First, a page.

Elizabeth Taylor is my Higher Power (Ep. 122 - Hillary Clinton)

This Week's Guest: Ryan O'Connor

We all have our sources of security -- it could be a career, a home, a relationship, a circle of friends. How would you handle the loss of all of those things? This week's guest is Ryan O'Connor, co-host of the outstanding LadyWatch podcast. A few years back, Ryan was pretty sure all of his goals were coming together like a tidy checklist. And then, one by one, they all fell apart, and he discovered that when you lose everything you have, you find out who you are.

This Week's Recommendation: Red Ladies

Thanks again to Ryan for joining me. Don't forget to subscribe to his show, Ladywatch, which he co-hosts with the delightful Jason Powell. It's a celebration of the amazing work of women, and I learn so much from every single episode. You can also support them on Patreon, where 10% of the proceeds go to The Geena Davis Institute On Gender In Media.

For another master class on feminine power, my recommendation this week is that you go to YouTube and search for Red Ladies Sondheim. You'll find a playlist of videos from Steven Sondheim's 2010 birthday concert, including a show-stopping series of songs from women in red dresses. There's Audra McDonald singing The Glamorous Life; Patti LuPone is a lady who lunches, Bernadette sings Not a Day Goes By, and Elaine Stritch grabs I'm Still Here by the throat and throttles it into submission.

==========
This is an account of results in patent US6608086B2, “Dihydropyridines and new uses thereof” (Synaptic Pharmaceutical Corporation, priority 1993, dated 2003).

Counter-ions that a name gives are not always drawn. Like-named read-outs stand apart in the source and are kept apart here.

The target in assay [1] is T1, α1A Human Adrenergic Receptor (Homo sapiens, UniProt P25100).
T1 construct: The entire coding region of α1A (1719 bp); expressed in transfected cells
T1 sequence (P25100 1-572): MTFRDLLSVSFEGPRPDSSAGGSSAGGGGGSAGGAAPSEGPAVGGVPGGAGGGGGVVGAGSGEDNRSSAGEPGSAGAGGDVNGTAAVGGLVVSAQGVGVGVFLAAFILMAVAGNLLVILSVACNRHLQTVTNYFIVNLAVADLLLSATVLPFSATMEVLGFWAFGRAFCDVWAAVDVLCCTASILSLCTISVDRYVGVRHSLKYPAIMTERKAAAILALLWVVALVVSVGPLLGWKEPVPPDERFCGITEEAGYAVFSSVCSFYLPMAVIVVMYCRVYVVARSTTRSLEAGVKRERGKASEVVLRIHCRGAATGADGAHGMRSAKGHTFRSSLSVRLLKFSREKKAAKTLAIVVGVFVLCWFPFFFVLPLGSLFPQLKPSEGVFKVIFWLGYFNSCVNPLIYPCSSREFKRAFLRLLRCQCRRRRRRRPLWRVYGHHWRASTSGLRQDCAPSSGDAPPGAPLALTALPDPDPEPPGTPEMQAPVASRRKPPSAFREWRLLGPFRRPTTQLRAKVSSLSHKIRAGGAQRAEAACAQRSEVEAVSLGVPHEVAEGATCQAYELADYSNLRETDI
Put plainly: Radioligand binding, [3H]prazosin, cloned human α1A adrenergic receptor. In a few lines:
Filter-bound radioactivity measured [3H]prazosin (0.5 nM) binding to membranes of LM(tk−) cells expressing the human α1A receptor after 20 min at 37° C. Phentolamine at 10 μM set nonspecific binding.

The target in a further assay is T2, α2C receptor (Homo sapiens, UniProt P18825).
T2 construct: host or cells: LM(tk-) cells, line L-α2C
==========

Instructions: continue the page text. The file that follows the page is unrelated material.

There is a full range of emotions across these performances -- some are sad and slow, others upbeat, others wry. Though the occasion was Steven Sondheim's birthday, the performances are more a workship of the performers than the songwriter. Himself a gay man, I'm sure Sondheim appreciates the pricelessness of a diva, and to have seven arrayed on stage is the greatest birthday gift anyone could ask for. 

And while the songs were written by a man, what's remarkable about these performances is just how much authorship is contributed by the women. They're not just singing the words on the page and hitting the notes. They're inhabiting the songs, adding to the story with this faces, with their breaths, with the places they chose to pause or add a sarcastic roll of the eyes. These women all have as much to say as, if not more than, the composition. And in this performance, it's impossible not to listen.

Clips of Stuff we Talked About



Parisian Kevin MacLeod (incompetech.com)
Licensed under Creative Commons: By Attribution 3.0